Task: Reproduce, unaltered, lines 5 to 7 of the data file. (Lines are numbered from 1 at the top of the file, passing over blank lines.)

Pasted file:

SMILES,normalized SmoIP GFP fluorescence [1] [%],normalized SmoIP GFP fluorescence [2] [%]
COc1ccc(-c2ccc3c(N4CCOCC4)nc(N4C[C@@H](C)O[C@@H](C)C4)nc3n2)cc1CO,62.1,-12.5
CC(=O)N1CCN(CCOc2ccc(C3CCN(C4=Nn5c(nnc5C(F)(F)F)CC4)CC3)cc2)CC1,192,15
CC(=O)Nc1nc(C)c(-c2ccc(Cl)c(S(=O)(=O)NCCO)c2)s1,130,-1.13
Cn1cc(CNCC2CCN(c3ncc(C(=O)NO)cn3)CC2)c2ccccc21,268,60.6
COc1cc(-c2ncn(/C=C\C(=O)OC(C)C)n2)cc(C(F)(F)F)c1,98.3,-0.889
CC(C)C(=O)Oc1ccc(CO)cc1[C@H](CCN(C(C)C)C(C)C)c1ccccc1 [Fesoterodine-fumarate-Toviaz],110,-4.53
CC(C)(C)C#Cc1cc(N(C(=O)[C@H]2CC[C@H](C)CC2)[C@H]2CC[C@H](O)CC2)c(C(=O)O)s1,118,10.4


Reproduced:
Cn1cc(CNCC2CCN(c3ncc(C(=O)NO)cn3)CC2)c2ccccc21,268,60.6
COc1cc(-c2ncn(/C=C\C(=O)OC(C)C)n2)cc(C(F)(F)F)c1,98.3,-0.889
CC(C)C(=O)Oc1ccc(CO)cc1[C@H](CCN(C(C)C)C(C)C)c1ccccc1 [Fesoterodine-fumarate-Toviaz],110,-4.53